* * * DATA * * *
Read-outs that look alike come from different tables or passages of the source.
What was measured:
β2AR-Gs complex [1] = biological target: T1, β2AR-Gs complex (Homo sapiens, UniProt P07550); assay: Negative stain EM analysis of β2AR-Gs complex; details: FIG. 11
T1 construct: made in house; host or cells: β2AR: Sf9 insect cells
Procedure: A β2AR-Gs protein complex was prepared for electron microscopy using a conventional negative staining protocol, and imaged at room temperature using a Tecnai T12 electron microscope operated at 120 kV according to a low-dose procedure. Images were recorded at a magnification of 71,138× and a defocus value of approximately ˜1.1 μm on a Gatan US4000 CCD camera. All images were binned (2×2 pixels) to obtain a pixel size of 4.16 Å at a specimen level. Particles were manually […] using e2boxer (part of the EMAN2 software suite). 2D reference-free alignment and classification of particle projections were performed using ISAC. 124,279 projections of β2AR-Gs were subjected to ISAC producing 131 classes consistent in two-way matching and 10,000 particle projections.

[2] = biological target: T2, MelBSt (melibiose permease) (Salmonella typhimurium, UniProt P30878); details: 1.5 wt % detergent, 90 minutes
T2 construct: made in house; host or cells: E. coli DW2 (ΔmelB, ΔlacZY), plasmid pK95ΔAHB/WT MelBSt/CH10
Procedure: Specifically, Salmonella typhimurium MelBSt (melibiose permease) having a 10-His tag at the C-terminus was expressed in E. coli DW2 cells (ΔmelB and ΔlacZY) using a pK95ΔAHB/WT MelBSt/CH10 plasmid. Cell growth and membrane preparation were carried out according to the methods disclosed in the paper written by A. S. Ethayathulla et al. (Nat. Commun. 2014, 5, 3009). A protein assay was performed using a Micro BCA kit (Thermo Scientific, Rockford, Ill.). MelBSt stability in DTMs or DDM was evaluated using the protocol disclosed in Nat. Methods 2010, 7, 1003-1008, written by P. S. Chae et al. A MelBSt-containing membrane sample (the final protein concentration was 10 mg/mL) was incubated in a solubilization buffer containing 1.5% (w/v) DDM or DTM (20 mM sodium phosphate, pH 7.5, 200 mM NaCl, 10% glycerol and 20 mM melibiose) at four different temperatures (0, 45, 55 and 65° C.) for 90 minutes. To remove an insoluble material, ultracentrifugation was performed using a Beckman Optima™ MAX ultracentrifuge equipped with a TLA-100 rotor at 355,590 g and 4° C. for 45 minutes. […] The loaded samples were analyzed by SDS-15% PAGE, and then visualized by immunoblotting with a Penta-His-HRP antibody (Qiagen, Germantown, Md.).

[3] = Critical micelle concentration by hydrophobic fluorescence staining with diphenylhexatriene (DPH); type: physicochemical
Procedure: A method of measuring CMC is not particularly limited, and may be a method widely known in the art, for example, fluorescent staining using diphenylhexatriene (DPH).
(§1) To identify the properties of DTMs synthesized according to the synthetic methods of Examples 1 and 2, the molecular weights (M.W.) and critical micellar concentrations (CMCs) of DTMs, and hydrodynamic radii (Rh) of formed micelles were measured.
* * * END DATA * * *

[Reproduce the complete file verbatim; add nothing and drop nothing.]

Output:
Read-outs that look alike come from different tables or passages of the source.
What was measured:
β2AR-Gs complex [1] = biological target: T1, β2AR-Gs complex (Homo sapiens, UniProt P07550); assay: Negative stain EM analysis of β2AR-Gs complex; details: FIG. 11
T1 construct: made in house; host or cells: β2AR: Sf9 insect cells
Procedure: A β2AR-Gs protein complex was prepared for electron microscopy using a conventional negative staining protocol, and imaged at room temperature using a Tecnai T12 electron microscope operated at 120 kV according to a low-dose procedure. Images were recorded at a magnification of 71,138× and a defocus value of approximately ˜1.1 μm on a Gatan US4000 CCD camera. All images were binned (2×2 pixels) to obtain a pixel size of 4.16 Å at a specimen level. Particles were manually […] using e2boxer (part of the EMAN2 software suite). 2D reference-free alignment and classification of particle projections were performed using ISAC. 124,279 projections of β2AR-Gs were subjected to ISAC producing 131 classes consistent in two-way matching and 10,000 particle projections.

[2] = biological target: T2, MelBSt (melibiose permease) (Salmonella typhimurium, UniProt P30878); details: 1.5 wt % detergent, 90 minutes
T2 construct: made in house; host or cells: E. coli DW2 (ΔmelB, ΔlacZY), plasmid pK95ΔAHB/WT MelBSt/CH10
Procedure: Specifically, Salmonella typhimurium MelBSt (melibiose permease) having a 10-His tag at the C-terminus was expressed in E. coli DW2 cells (ΔmelB and ΔlacZY) using a pK95ΔAHB/WT MelBSt/CH10 plasmid. Cell growth and membrane preparation were carried out according to the methods disclosed in the paper written by A. S. Ethayathulla et al. (Nat. Commun. 2014, 5, 3009). A protein assay was performed using a Micro BCA kit (Thermo Scientific, Rockford, Ill.). MelBSt stability in DTMs or DDM was evaluated using the protocol disclosed in Nat. Methods 2010, 7, 1003-1008, written by P. S. Chae et al. A MelBSt-containing membrane sample (the final protein concentration was 10 mg/mL) was incubated in a solubilization buffer containing 1.5% (w/v) DDM or DTM (20 mM sodium phosphate, pH 7.5, 200 mM NaCl, 10% glycerol and 20 mM melibiose) at four different temperatures (0, 45, 55 and 65° C.) for 90 minutes. To remove an insoluble material, ultracentrifugation was performed using a Beckman Optima™ MAX ultracentrifuge equipped with a TLA-100 rotor at 355,590 g and 4° C. for 45 minutes. […] The loaded samples were analyzed by SDS-15% PAGE, and then visualized by immunoblotting with a Penta-His-HRP antibody (Qiagen, Germantown, Md.).

[3] = Critical micelle concentration by hydrophobic fluorescence staining with diphenylhexatriene (DPH); type: physicochemical
Procedure: A method of measuring CMC is not particularly limited, and may be a method widely known in the art, for example, fluorescent staining using diphenylhexatriene (DPH).
(§1) To identify the properties of DTMs synthesized according to the synthetic methods of Examples 1 and 2, the molecular weights (M.W.) and critical micellar concentrations (CMCs) of DTMs, and hydrodynamic radii (Rh) of formed micelles were measured.